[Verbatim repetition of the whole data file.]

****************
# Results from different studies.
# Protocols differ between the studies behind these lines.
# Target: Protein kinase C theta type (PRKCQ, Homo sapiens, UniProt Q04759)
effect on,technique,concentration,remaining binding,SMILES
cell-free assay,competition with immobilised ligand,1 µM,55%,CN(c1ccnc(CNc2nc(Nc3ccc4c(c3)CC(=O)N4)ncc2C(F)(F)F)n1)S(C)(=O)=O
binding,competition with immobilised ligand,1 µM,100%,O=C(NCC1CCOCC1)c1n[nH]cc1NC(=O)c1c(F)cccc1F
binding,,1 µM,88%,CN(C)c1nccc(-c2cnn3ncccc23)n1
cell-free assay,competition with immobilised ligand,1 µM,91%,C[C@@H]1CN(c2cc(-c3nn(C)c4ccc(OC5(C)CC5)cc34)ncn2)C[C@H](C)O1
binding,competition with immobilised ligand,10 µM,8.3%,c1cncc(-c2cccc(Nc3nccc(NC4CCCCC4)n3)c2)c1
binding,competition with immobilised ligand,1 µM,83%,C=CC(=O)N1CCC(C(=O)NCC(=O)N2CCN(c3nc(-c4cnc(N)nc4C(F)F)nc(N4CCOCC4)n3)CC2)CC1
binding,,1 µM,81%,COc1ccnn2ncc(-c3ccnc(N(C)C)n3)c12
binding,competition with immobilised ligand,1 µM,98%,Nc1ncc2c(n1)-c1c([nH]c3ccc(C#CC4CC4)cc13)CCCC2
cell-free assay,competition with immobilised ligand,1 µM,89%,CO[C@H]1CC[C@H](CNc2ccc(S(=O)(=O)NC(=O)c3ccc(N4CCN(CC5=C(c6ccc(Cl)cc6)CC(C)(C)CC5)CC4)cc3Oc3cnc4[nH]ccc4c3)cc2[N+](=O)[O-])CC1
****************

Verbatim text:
# Results from different studies.
# Protocols differ between the studies behind these lines.
# Target: Protein kinase C theta type (PRKCQ, Homo sapiens, UniProt Q04759)
effect on,technique,concentration,remaining binding,SMILES
cell-free assay,competition with immobilised ligand,1 µM,55%,CN(c1ccnc(CNc2nc(Nc3ccc4c(c3)CC(=O)N4)ncc2C(F)(F)F)n1)S(C)(=O)=O
binding,competition with immobilised ligand,1 µM,100%,O=C(NCC1CCOCC1)c1n[nH]cc1NC(=O)c1c(F)cccc1F
binding,,1 µM,88%,CN(C)c1nccc(-c2cnn3ncccc23)n1
cell-free assay,competition with immobilised ligand,1 µM,91%,C[C@@H]1CN(c2cc(-c3nn(C)c4ccc(OC5(C)CC5)cc34)ncn2)C[C@H](C)O1
binding,competition with immobilised ligand,10 µM,8.3%,c1cncc(-c2cccc(Nc3nccc(NC4CCCCC4)n3)c2)c1
binding,competition with immobilised ligand,1 µM,83%,C=CC(=O)N1CCC(C(=O)NCC(=O)N2CCN(c3nc(-c4cnc(N)nc4C(F)F)nc(N4CCOCC4)n3)CC2)CC1
binding,,1 µM,81%,COc1ccnn2ncc(-c3ccnc(N(C)C)n3)c12
binding,competition with immobilised ligand,1 µM,98%,Nc1ncc2c(n1)-c1c([nH]c3ccc(C#CC4CC4)cc13)CCCC2
cell-free assay,competition with immobilised ligand,1 µM,89%,CO[C@H]1CC[C@H](CNc2ccc(S(=O)(=O)NC(=O)c3ccc(N4CCN(CC5=C(c6ccc(Cl)cc6)CC(C)(C)CC5)CC4)cc3Oc3cnc4[nH]ccc4c3)cc2[N+](=O)[O-])CC1